Q06: Covers and Titles

(This question is part of a larger subseries called Perpetual WIPs: Published Authors. For the remaining questions, see here.)

How did your cover come about, and did it live up to your expectations? Have you gone through title changes?

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Covers and titles are something that you have to expect to have little control over, and also expect them to change, then roll with the punches. If things turn out well, take it as a blessing and move on. Covers and titles can be a lesson in masterfully negotiating from a position of little power. Sometimes you can change things just enough if you focus on one or two things the publisher is most open to tweaking.

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I loved the cover for my second book in particular. And I absolutely loved the covers on my picture books the moment I saw them – opening the images on my computer was nerve-wracking, then so thrilling! Yes, I’ve been through title changes, and have always liked the end results. It’s all a collaboration, and everyone brings something unique and fresh to the project.

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Well, I’ve had several covers. Most came from suggestions I put on my cover sheet. I’ve been able to give my input on each one, and they’ve exceeded my expectations, so I’m super lucky. I did have to change one title, because right as I was selling it, there were about a dozen books in my genre with the same word in the title.

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Early in on the editorial process, my editor asked me if I had any ideas about what my cover should be. I’m not really a visual writer, so I said not really. However, that doesn’t mean I didn’t have opinions about the state of Covers Today — specifically covers in YA, which is what I write. I ended up compiling a list of covers I love and covers I hate, along with reasons why. I don’t know how many people saw that list, or what they did with it — but I will say that my cover ended up incorporating plenty of Things I Love, and none of the Things I Hate. So there’s that. I started seeing cover comps pretty early on in the process, and it was really fun to watch them narrow down the idea-pool into one solid image that really, truly captured what my book was about. Needless to say, I’m very happy with the final product. But I just found out they’re going to redesign it for the paperback, so here’s hoping I love the new one just as much!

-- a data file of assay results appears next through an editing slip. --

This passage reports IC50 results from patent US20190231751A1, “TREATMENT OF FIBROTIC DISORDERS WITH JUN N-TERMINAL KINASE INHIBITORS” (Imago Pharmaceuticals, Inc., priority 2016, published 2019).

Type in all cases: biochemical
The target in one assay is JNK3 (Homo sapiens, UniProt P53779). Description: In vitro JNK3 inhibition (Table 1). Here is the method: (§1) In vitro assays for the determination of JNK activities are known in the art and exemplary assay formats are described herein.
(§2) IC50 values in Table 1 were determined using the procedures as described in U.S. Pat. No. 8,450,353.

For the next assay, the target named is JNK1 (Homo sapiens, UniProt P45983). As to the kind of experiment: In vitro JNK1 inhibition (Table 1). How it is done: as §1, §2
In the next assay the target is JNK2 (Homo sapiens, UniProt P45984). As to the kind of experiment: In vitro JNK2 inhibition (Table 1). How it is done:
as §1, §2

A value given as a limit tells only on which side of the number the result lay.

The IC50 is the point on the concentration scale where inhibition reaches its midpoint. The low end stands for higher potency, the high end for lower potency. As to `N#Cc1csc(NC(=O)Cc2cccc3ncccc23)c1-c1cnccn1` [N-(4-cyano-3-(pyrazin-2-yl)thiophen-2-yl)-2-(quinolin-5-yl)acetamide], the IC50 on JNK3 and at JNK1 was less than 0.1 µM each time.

And yes, there was a title change. My book originally sold under a title that was pretty okay, but didn’t really roll off the tongue. My editor and I brainstormed until we came up with a title that both of us liked a whole lot more.

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My publisher used a photograph by a brilliant young French photographer for my original hardback, which I was utterly in love with. I was disappointed when they decided to change up the look of the series – but now I love the paperback cover, too! For the new look, they held a photo shoot, and the new cover does more accurately reflect my protagonist and the genre. As for titles, my editor came up with the title for book 1 because my original title was deemed too religious and not sexy enough. I titled book 2 myself, which was exciting.

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I have loved many of my covers, and found all of them at least tolerable.  I worry that the cover for HOUSE OF SHADOWS, though I love it, may lead too many buyers to think the story is a romance.  Romance is only a slender thread running through that story, so I worry that some readers have been disappointed on that account.  I know that the cover of ISLANDS has been an asset; almost everyone loves that cover, including me.  Titles have sometimes been very difficult to come up with.

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I’ve had books that have had 4 different covers and none “fit” and books where the first cover hit it out of the ballpark. I have books where I look at them and go “yeesh” to this day. About half of my books have gone through title changes, mostly before sale. I’ve always come up with the own titles to my books, even if they are replacement titles. This varies by genre, I’m told. People don’t think a good title matters before sale, but I think it makes a real difference. If a good title can make a reader pick it up, it can make an editor or agent interested, too. Titles are also as trendy as covers. Some of my books have titles that were perfect for their time but now sound dated.

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Love my covers. I trusted the art director implicitly because she’s a genius and I was lucky to get her. My title was changed from my working title. Kind of a headache, but it happens!

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